The Common Good

When Grace and Death Collide

Hans Peterson, a good friend of mine, died two months ago in a work-related accident. Hans was this compact little distance runner with white blond hair and a smile so bright that even the very best clichés couldn't describe it. I had coffee with Hans while I was in San Francisco two weeks before his death and part of me still can't believe he's gone. And a really big part of me doesn't understand why he's gone.

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But this past Monday night I dreamed of Hans. It was one of those dreams so real it takes awhile after you wake up to realize it was a dream. We were just sitting around chatting like normal when all of the sudden I remembered he had died. I walked up to him, kissed his scruffy blond cheek and said, "Sweetie, I'm so sorry you're dead." To which Hans simply looked me in the eyes and replied, "It's okay. I lost myself in a collision with God's grace." Then I woke up.

It's okay that I'm dead because I lost myself in a collision with God's grace. I have no idea what that means. But I think it's beautiful and maybe true.

We hear of the Widow of Nain in Luke's gospel (Luke 7). She is a nobody from nowhere. What we know is that her husband has died. What we know is that she has but one son and now he too is dead. What we know is that without husband or son she has no real place in society. Without a man to define and defend her she is now barely visible. And it is from this nobody status in the midst of her grief for her dead son that she is joined by the townspeople in a funeral procession.

Of course the entirety of the gospels is about Jesus of Nazareth. What we know is that he was born of an unwed virgin. He is a nobody from nowhere. What we know is that he has left his mother and her guardian. He has left his home and siblings and has no real place in society. It is from this status of outsider that he has gone about the countryside healing the sick, raising the dead, and always touching things he shouldn't in blatant disregard for biblical teachings. And he is joined everywhere he goes by the crowds and hangers-on in a march of mercy. This day is no different.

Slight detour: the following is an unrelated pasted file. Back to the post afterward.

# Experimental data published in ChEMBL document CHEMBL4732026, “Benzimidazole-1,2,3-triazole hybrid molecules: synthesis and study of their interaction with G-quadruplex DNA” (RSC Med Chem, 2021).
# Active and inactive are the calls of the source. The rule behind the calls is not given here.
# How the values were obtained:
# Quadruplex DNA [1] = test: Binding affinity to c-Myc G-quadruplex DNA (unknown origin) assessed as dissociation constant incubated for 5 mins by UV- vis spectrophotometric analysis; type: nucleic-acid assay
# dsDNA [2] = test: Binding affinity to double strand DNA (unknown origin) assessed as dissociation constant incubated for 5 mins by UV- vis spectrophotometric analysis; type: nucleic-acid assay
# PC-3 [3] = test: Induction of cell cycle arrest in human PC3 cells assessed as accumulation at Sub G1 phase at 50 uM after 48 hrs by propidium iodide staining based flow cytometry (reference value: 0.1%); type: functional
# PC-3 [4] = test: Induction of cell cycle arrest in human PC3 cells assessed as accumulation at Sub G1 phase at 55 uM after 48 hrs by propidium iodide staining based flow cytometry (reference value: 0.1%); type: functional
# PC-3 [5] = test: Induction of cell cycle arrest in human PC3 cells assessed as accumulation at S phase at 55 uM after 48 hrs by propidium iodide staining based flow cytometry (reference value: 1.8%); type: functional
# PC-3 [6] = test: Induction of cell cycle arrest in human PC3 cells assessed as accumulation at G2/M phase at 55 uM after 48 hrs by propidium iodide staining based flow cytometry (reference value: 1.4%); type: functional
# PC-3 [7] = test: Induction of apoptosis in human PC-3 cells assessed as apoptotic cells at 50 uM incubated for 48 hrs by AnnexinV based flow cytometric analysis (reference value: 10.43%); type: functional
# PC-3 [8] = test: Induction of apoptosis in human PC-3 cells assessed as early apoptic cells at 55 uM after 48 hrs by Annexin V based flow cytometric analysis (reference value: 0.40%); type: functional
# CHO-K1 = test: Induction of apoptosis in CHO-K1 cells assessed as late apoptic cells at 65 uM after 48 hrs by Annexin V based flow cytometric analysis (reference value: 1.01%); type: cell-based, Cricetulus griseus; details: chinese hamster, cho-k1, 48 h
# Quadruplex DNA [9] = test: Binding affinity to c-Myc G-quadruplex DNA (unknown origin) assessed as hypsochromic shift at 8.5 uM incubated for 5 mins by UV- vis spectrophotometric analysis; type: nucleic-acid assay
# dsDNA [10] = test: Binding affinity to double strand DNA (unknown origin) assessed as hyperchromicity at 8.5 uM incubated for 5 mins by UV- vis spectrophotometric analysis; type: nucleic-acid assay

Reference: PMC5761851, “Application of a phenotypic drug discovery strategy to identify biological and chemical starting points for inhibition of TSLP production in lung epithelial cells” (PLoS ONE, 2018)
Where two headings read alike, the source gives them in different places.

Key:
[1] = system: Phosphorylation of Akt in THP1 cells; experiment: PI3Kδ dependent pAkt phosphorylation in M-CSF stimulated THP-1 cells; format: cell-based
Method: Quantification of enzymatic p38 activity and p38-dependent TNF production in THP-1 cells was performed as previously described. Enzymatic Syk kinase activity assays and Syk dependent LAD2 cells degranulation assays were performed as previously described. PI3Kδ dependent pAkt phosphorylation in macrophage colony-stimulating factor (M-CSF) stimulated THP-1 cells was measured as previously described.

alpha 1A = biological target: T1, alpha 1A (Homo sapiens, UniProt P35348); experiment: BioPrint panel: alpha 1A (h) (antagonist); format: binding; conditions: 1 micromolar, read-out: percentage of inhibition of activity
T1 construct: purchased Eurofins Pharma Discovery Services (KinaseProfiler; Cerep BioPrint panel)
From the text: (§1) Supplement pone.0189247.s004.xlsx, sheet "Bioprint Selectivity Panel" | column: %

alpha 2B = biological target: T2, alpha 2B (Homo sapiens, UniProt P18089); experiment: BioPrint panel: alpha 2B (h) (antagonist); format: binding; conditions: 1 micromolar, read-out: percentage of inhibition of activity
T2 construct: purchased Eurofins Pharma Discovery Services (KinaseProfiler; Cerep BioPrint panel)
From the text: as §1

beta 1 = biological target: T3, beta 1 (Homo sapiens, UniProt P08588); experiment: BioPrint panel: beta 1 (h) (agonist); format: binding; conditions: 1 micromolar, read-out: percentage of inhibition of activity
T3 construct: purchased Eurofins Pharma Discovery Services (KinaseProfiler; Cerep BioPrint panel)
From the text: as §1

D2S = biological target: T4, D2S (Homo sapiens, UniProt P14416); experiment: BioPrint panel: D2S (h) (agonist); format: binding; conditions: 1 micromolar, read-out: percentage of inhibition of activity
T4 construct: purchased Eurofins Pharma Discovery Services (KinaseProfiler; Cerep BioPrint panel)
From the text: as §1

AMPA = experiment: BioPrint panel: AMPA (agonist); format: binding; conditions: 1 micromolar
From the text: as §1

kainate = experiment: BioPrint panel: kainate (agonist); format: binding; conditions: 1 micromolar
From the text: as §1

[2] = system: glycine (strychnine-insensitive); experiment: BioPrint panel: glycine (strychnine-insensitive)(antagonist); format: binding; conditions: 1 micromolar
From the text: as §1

For it is on this day that the childless widow of Nain is joined by a swarming crowd of townspeople in a funeral march as they move toward the city gate -- her dead son carried on a plank of wood. I imagine her, walking with the crowd, looking up to heaven and wondering, why has God abandoned me? Where now is my God? I imagine her, knowing that there is no one left to protect and provide for her, questioning why this had to happen. From her isolation in the midst of the throng she searches the heavens for answers to why God has abandoned her. Yet the crowd keeps moving.

Meanwhile, coming toward her, a crowd following Jesus makes their way closer and closer to the same city gate. They just keep following this God-man who heals on the Sabbath, insists we should love our enemies, and then backs that ridiculous claim up by raising a Roman centurion's servant from the dead. Like a flash mob of grace, this great multitude following Jesus move from outside the town toward inside the town while at the same time a great multitude of the funeral procession move from inside the town to outside the town. Like an epic battle scene, two great forces, two formidable armies move Braveheart-style toward one another.

I wonder if the crowd following Jesus that day knew they were about to collide with a death march. I know that we ourselves make such brave attempts in our death-denying culture to avoid the inevitability of death, as though we can all live forever with the right combination of positive thinking, herbs, diet, exercise, and elective surgery. Then when death happens we wonder, like the Widow of Nain, where is our God now?

But here's the thing: as she walked with the multitudes in a march of death searching the heavens for answers, she suddenly walked smack into God in the flesh. Death and Grace collided.

And at the moment of impact Jesus sees her. He sees this husbandless, childless widow, and the text says he has compassion on her -- only that's an unnecessarily polite translation of a Greek word which means something closer to "his guts churned for her." He looked upon this woman who has lost everything, and his reaction was intestinal in nature.

And at this same moment of impact the widow does not receive answers to her questions. But she receives God's own self. We too might have a lot of questions in our grief and isolation and despair, but the faith is not where we find answers to questions. The Christian faith is where we have a collision with God, who insists on being in the places we are sure are God-forsaken. Andrew Root says that "Christianity is faith in a God who enters death."

See, Jesus can never seem to just keep a safe distance from death and impurity. The funeral procession and the march of grace collide, he sees the widow, his guts churn for her, then he totally ignores the rules in the Bible and reaches out and touches the wooden plank holding the dead body of her only son. Jesus defiles himself by touching death. Now ritually impure, Jesus hands the young man back to his mother foreshadowing when he will give his own mother a new son from the cross. So in this collision, rather that Jesus fighting death, which death would expect, he simply touches it. Like on the cross, Jesus enters death as though to say, "I will even be found here

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